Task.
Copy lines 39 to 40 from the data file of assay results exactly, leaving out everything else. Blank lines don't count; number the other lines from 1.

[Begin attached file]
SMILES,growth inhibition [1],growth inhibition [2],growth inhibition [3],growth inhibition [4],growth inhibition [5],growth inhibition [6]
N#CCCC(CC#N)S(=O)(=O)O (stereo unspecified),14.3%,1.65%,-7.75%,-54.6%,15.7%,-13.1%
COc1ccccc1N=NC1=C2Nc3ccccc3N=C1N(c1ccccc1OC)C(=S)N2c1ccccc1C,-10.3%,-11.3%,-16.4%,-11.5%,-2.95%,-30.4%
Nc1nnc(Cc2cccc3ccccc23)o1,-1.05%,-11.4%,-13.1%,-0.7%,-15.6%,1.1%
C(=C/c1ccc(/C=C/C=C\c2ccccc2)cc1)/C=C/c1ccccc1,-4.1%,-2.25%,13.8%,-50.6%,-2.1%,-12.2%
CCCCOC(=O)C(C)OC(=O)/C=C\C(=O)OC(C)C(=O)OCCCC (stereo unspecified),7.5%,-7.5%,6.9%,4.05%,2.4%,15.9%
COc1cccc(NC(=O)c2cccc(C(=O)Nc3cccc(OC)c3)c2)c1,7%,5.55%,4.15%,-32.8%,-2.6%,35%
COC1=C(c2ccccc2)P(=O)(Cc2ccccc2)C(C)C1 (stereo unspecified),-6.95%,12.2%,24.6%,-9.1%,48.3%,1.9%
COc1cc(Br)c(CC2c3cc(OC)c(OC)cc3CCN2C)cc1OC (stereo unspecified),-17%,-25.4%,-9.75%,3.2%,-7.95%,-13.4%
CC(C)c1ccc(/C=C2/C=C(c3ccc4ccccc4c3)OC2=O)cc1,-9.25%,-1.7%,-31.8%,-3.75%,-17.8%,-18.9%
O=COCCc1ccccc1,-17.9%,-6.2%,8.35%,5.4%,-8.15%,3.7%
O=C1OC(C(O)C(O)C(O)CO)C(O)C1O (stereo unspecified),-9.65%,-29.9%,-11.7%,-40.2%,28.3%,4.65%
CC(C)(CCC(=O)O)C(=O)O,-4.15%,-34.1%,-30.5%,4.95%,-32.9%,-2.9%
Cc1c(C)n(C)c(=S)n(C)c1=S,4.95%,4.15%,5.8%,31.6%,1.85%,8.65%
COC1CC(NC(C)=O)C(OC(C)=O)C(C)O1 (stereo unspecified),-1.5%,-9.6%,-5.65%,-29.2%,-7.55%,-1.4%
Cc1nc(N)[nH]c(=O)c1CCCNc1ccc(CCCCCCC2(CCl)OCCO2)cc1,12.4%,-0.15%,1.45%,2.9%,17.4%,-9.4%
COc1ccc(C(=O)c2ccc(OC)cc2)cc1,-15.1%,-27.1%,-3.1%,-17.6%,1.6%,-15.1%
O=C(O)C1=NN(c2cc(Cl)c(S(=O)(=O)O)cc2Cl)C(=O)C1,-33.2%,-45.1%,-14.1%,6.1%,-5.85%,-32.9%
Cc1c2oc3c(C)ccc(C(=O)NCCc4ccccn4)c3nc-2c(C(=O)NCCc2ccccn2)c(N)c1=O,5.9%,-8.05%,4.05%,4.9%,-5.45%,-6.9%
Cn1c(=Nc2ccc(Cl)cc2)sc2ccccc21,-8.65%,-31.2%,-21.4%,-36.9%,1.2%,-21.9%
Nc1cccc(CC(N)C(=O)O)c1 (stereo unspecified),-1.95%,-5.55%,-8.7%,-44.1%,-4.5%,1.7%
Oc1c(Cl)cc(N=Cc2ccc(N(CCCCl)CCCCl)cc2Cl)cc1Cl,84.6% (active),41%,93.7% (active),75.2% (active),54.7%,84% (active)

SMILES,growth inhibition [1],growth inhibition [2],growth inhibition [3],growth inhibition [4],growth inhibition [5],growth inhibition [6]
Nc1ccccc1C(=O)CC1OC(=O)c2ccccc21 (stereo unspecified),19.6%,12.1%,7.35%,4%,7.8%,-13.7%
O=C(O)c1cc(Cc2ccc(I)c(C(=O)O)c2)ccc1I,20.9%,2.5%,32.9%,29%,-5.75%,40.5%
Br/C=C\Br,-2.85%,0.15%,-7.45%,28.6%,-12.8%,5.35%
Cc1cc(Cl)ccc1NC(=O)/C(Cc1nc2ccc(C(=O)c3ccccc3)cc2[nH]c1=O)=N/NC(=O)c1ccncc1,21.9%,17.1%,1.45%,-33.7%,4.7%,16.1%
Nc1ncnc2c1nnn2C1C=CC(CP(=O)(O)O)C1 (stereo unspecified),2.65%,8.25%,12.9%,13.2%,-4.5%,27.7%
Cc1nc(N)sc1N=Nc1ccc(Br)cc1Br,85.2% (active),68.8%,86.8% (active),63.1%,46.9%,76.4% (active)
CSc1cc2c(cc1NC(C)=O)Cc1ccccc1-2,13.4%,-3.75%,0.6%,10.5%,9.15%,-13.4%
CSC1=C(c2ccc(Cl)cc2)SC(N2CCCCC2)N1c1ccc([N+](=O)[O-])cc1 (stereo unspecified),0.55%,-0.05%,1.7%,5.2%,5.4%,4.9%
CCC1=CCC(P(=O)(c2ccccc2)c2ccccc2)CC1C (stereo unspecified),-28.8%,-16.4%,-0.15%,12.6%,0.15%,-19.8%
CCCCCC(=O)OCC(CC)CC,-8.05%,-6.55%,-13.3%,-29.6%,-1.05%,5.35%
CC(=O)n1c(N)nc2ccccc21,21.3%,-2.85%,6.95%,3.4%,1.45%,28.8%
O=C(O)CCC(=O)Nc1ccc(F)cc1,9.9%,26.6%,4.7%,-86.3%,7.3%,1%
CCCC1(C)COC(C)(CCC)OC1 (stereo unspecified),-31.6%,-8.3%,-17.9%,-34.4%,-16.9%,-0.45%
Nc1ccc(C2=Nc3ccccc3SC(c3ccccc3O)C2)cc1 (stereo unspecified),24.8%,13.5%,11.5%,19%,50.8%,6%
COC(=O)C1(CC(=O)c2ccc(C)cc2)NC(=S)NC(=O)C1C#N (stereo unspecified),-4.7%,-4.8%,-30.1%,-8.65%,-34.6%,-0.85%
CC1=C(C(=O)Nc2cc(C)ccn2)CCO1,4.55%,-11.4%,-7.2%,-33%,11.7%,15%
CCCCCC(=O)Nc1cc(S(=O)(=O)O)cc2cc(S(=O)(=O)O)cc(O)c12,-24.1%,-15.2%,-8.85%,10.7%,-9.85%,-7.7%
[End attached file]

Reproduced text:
CC1=C(C(=O)Nc2cc(C)ccn2)CCO1,4.55%,-11.4%,-7.2%,-33%,11.7%,15%
CCCCCC(=O)Nc1cc(S(=O)(=O)O)cc2cc(S(=O)(=O)O)cc(O)c12,-24.1%,-15.2%,-8.85%,10.7%,-9.85%,-7.7%